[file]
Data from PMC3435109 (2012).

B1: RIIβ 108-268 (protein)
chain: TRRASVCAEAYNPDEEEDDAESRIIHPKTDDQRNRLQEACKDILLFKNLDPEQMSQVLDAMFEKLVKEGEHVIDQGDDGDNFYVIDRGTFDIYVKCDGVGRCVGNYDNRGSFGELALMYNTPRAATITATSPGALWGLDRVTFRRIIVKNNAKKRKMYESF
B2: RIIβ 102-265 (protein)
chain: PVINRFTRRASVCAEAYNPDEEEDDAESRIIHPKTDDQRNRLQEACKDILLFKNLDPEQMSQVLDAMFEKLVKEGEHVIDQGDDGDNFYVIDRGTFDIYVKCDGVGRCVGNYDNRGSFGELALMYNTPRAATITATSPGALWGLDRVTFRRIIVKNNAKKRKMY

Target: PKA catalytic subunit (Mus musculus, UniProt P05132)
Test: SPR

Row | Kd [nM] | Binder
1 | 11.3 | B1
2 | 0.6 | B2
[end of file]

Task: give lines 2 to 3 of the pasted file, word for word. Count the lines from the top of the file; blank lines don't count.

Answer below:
B1: RIIβ 108-268 (protein)
chain: TRRASVCAEAYNPDEEEDDAESRIIHPKTDDQRNRLQEACKDILLFKNLDPEQMSQVLDAMFEKLVKEGEHVIDQGDDGDNFYVIDRGTFDIYVKCDGVGRCVGNYDNRGSFGELALMYNTPRAATITATSPGALWGLDRVTFRRIIVKNNAKKRKMYESF